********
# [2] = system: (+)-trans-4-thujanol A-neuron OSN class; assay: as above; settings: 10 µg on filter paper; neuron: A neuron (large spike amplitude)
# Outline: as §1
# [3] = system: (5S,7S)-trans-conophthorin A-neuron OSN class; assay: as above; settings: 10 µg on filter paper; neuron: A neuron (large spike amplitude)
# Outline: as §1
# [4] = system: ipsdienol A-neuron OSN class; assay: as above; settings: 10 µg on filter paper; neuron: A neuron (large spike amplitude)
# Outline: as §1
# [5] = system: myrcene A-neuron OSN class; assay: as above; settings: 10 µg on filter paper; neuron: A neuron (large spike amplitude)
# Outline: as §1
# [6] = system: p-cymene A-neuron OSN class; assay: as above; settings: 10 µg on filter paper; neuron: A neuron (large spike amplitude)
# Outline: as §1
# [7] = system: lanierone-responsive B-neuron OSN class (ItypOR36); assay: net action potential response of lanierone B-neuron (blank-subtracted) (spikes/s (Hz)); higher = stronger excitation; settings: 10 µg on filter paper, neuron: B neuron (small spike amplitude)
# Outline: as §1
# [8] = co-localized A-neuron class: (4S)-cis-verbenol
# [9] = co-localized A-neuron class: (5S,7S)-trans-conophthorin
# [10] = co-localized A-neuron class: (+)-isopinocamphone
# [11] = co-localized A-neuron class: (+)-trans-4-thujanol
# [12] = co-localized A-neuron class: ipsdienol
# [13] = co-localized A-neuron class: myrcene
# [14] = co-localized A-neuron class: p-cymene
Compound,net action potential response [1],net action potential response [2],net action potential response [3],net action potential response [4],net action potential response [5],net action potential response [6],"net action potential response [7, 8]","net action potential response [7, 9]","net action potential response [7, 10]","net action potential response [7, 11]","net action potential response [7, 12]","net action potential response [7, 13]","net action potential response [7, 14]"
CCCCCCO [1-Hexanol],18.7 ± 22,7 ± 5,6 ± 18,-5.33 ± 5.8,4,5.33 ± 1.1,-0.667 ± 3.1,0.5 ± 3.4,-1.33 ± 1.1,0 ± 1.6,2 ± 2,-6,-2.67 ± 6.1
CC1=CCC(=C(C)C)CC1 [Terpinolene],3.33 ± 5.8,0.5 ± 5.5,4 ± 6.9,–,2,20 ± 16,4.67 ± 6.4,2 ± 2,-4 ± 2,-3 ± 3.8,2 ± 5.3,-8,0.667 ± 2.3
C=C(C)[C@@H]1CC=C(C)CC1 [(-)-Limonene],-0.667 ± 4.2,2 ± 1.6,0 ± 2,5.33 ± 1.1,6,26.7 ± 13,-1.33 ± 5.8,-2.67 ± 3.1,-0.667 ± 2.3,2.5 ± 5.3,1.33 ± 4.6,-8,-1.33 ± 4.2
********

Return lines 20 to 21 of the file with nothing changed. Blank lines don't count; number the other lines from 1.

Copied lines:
Compound,net action potential response [1],net action potential response [2],net action potential response [3],net action potential response [4],net action potential response [5],net action potential response [6],"net action potential response [7, 8]","net action potential response [7, 9]","net action potential response [7, 10]","net action potential response [7, 11]","net action potential response [7, 12]","net action potential response [7, 13]","net action potential response [7, 14]"
CCCCCCO [1-Hexanol],18.7 ± 22,7 ± 5,6 ± 18,-5.33 ± 5.8,4,5.33 ± 1.1,-0.667 ± 3.1,0.5 ± 3.4,-1.33 ± 1.1,0 ± 1.6,2 ± 2,-6,-2.67 ± 6.1